New York DWI Frequently Asked Questions
DWI is an acronym for driving while intoxicated. It is prohibited under New York VTL section 1192. Under the “per se” provisions of the DWI statute, intoxicated is defined as having a blood alcohol content of .08 or more. You will face the more serious charge of aggravated DWI if you are driving with a blood alcohol content of .18 or more. If you have been charged with DWI, it is important that you immediately contact a New York DWI lawyer.What is the difference between a DWI, DUI and DWAI?
DUI is an acronym for driving under the influence. While it is often used interchangeably with DWI, New York statutes related to drunk driving do not use the term. It is used in other states. DWAI is an acronym for driving while ability impaired. While DWI provisions make it illegal to drive while intoxicated by alcohol, DWAI provisions prohibit driving while impaired by alcohol, drugs, or a combination of drugs and alcohol. DWI is a crime and DWAI is a violation.What is “BAC”?
BAC is an acronym for blood alcohol content. It refers to the amount of alcohol you have in your blood based on the weight of the alcohol in a certain amount of blood. There are multiple ways to determine BAC. The most common way is for law enforcement to use a breathalyzer test. However, an experienced New York DWI lawyer will explain that breathalyzer tests are not always accurate. Other tests include a blood test, saliva test or a urine test. If your BAC is at least .08 while you are driving, you will face a change of per se DWI.What is implied consent?
If you drive in New York you have implicitly consented to take a chemical test if you are suspected of driving while intoxicated. The chemical test can be a breath, blood, saliva, or urine test. This means that if you refuse to take a chemical test, you will face significant consequences. The first time you refuse your license will automatically be suspended for 1 year, even if you are not ultimately found to be guilty of DWI. Repeated refusals coupled with DWI convictions will result in the permanent revocation of your license.What are the penalties for a DWI conviction?
The first DWI conviction is considered a misdemeanor. Your sentence will include a fine, up to 1 year in jail, and license revocation for a minimum of 6 months. Subsequent convictions will be felonies, and will carry prison sentences of up to 7 years. Other consequences for a felony DWI conviction includes a fine of up to $10,000, probation, installation of ignition lock, and revocation of driver’s license for at least a year.What is Leandra’s Law?
Leandra’s Law provides for stiffer sentencing for those who are convicted of DWI with a child 15 years old or younger in the vehicle. While normally for a first DWI conviction you would be charged with a misdemeanor, if a child is in the car you will automatically be charged with a class E felony. As a result you may be sent to prison for up to four years. In addition an ignition lock will be installed in your car. Furthermore, if you are the parent or guardian of the child in the vehicle, you will be reported to the Statewide Central Register of Child Abuse and Maltreatment.What is a conditional driver’s license?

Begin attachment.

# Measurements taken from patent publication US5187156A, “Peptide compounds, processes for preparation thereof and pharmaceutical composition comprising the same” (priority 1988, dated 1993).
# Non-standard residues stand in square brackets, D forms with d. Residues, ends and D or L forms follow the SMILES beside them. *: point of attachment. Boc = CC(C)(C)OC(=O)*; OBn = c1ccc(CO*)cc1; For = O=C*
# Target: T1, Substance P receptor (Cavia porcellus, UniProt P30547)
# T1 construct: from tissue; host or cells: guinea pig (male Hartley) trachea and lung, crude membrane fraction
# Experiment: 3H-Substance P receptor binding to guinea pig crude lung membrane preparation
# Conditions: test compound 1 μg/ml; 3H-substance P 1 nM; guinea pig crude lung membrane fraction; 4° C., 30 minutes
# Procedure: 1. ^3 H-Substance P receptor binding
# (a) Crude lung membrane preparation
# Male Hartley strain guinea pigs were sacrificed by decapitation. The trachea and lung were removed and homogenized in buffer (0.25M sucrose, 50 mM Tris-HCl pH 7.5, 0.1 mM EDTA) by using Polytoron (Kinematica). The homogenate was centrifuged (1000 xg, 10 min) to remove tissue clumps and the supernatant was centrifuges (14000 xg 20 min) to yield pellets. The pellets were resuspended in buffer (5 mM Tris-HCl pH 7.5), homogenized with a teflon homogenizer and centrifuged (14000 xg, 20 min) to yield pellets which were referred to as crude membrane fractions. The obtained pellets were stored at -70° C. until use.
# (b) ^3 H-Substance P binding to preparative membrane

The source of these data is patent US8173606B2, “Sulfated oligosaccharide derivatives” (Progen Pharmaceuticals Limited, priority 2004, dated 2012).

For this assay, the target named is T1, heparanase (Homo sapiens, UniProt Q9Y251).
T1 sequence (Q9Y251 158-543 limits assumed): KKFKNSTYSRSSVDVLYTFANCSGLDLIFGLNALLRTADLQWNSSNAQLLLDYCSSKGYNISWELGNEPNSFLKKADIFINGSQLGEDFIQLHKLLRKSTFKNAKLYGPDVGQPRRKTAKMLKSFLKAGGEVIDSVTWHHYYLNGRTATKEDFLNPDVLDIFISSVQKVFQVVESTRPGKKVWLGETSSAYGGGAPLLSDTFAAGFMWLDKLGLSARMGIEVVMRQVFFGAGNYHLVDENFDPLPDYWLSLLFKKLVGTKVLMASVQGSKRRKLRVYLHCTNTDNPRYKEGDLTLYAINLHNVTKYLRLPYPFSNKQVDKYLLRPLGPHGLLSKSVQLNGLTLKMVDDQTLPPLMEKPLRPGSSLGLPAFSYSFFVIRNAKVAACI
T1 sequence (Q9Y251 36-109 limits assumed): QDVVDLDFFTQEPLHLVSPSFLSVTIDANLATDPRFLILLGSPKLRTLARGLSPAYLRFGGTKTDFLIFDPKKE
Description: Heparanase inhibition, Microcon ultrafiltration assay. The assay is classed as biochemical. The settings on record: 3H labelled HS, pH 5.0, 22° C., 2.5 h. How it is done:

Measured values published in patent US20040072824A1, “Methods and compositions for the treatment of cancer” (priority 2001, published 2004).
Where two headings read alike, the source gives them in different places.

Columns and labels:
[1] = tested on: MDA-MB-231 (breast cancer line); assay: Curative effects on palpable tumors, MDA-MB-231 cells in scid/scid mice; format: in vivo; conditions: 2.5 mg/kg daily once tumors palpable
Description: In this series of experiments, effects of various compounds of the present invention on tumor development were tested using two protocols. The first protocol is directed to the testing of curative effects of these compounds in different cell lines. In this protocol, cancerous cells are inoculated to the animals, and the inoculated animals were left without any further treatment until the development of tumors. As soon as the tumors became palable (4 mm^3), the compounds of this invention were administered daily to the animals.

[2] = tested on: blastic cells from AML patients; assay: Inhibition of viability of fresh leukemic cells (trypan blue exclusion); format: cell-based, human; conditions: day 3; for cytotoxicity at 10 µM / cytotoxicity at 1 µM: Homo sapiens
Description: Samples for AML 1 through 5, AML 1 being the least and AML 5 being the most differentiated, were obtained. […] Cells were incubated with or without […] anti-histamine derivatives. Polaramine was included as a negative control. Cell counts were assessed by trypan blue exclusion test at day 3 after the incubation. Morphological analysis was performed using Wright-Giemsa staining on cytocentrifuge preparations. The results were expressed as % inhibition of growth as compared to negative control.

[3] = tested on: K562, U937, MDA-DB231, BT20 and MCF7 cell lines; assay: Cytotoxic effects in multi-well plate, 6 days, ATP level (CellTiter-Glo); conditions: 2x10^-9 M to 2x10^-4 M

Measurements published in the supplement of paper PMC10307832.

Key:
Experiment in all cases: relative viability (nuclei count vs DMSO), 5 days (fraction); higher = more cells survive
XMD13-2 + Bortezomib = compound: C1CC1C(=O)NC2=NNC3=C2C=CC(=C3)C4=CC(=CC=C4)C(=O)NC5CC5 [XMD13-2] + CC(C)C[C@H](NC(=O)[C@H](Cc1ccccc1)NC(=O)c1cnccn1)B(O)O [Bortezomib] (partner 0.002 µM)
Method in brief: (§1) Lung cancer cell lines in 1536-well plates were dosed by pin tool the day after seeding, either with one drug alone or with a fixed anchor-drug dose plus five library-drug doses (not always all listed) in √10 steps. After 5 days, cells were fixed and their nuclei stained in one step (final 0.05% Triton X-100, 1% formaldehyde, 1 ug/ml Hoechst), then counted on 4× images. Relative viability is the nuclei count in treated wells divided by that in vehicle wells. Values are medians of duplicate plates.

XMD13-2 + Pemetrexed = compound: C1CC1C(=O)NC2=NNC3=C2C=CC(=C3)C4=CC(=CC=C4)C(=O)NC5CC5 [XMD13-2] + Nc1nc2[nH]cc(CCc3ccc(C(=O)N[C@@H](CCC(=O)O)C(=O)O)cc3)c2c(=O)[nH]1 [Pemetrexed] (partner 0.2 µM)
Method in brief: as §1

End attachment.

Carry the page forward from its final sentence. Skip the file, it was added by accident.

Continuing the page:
If you are convicted for DWI or DWAI your license may be suspended for at least 6 months and oftentimes up to a year. However, you may be able to receive a conditional driver’s license. With a conditional driver’s license you will be legally permitted to drive to only certain specific places such as court, work, a medical facility, school, your alcohol treatment program, and your child’s daycare.What is hardship privilege?
If you are charged with DWI your driving privileges will be suspended before your trial and before your conviction. This is called suspension pending prosecution and typically occurs at arraignment. However, New York law allows you to request hardship driving privilege. In order to be eligible for a hardship privilege, you must show that you meet the eligibility requirements including that you do not have a way to get to work other than by driving yourself. If you feel you qualify for a hardship privilege, it is important that you are represented by a DWI attorney who has experience helping clients in New York courts.Still have questions? Contact the Law Offices of Stephen Bilkis & Associates for help
DWI convictions can have a significant impact on your future. You could end up in prison, your license will be suspended, if you have commercial driver’s license you will lose your job, and you will have a criminal record. The DWI attorneys in New York at the Law Offices of Stephen Bilkis & Associates have years of experience successfully defending clients in New York criminal courts who have been charged with DWI, DWAI, as well as other crimes. Contact us at 800.696.9529 to schedule a free, no obligation consultation regarding your case. We serve those accused of grand larceny in the following locations: the Bronx, Brooklyn, Long Island, Manhattan, Nassau County, Queens, Staten Island, Suffolk County and Westchester County.